5 Reasons to Think About Your Wardrobe

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John the Baptist demonstrates one way to be mindful about clothing.

By: Matt “Gadget” Latchaw

In my last post, I gave five ways to maximize the potential of your clothing. (5 Ways to Get the Most Out of Your Wardrobe at College) Why would anyone follow these steps? Habit dictates what we wear more than anything so why go to the trouble of changing individual patterns in life? Because what we wear affects more than how we look. No, it doesn’t matter if your style is athletic or hipster, polished or grungy, and you don’t have to pull the old camel-hair-and-leather-belt approach like John the Baptizer to be mindful about what you wear. Here are five reasons for thinking critically about clothing.

1. Save time, money, and space

This one’s simple and practical. If you keep new purchases to a minimum, limit laundry frequency, and reduce the size of your wardrobe, you’ll find more time in your day, money in your pocket, and room in your closet. With fewer shopping trips comes less time and money spent searching for the perfect new item. By doing laundry less often you’ll also save time and precious quarters. If you cut down your clothing collection, you’ll spend less time trying to find the perfect outfit, and there will be more room to store that guitar that has gone untouched since freshman year.

2. Reduce energy usage and waste

Obviously, doing less laundry means less water, soap, and electricity used, but the effects of clothing go beyond the scope of an individual. Clothing is made from raw materials which take energy to harvest or manufacture, and the industrial processes for fabrication creates waste in the air and in landfills. When the product is completed, it still has to be transported to retail space which must be climate-controlled and lit. Finally, you drive to the mall, stop at Chick-Fil-A, buy the garment, drive home, and launder it once a week. All this can add up to a sizable carbon footprint.

3. What you wear sends a message

No, clothing doesn’t define you. Your identity cannot be contained or expressed solely in what you put on your body. However, your clothes describe you to others. Whether we like it or not, our clothes immediately align us with a larger group. Basketball shorts and a sports jersey tells others how important athletics are to you, and a suit and tie lets a business partner know you take your work seriously. Your t-shirt can tell others how you love Family Guy or that one band.  First impressions come from outward appearances. What does your wardrobe say you value? Think about it.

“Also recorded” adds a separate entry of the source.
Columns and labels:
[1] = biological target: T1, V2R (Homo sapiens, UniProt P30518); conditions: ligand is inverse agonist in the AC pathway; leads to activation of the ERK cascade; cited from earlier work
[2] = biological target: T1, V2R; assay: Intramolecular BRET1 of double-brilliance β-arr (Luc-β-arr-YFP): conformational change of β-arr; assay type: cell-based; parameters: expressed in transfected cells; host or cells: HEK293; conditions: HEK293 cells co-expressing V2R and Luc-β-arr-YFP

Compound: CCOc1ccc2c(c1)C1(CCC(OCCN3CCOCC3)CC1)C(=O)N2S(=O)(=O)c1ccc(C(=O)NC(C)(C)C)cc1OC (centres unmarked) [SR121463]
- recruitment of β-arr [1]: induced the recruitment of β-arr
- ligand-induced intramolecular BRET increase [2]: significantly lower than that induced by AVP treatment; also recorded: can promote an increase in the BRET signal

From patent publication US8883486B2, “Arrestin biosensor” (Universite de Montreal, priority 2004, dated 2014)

4. It’s biblical

Yep, I pulled the Bible card. Seriously though. Scripture talks about clothing more than you might think. In Isaiah 20, God tells Isaiah to go naked and barefoot for three years as a symbol to Egypt and Cush. Micah did the same to show God’s remorse about Israel’s sin. In Luke 3, John the Baptizer tells a crowd that anyone with two shirts should share with people who have none. Jesus says in Matthew 6 that we shouldn’t worry about what we wear. I don’t think he was talking about being fashionable. He says that the flowers don’t work or make their own clothes, and God clothes them more beautifully than King Solomon. Being mindful about clothing doesn’t mean distressing more about what to wear. Jesus says we shouldn’t spend our time worrying about such things. He does say we should worry about what others wear. In Matthew 25, Jesus tells us that when we clothe or don’t clothe the needy, we clothe or don’t clothe him. Those who don’t clothe him are sent to eternal punishment! It would make things a lot easier if we could all just go Garden of Eden style.

5. Clothing can promote materialism, idolatry, and social injustice

When we focus so much on what we wear, we run the risk of valuing physical possessions more than we should. We may idolize certain types of clothing or people who wear them when we spend too much time concerning ourselves with clothing. This applies to all types of styles. Advocacy groups have criticized companies like Nike for supporting sweatshops and oppressive labor institutions (Low Rating for Nike, other Industry Leaders on Labour Rights). Although there is debate on this topic, we may indirectly support such injustice when we purchase from these companies. Even welfare-oriented companies like TOMS have been accused of causing more harm than good (TOMS Shoes: God Marketing-Bad Aid). What are we to do when it seems like every option causes problems? Fair trade and sustainable models may make more expensive clothing, but their impact on the world around us seems to be much more positive. Also, most thrift stores like Goodwill and Salvation Army support humanitarian efforts with their shops.

Being careless about what we wear can lead to waste and corruption, and caring too much can become unhealthy devotion to clothing. The point is not to wear one type of clothing or another, nor is it to put forth a certain amount of effort and thought. We need to be aware of what impact our clothing has on ourselves, our neighbor, and the world.

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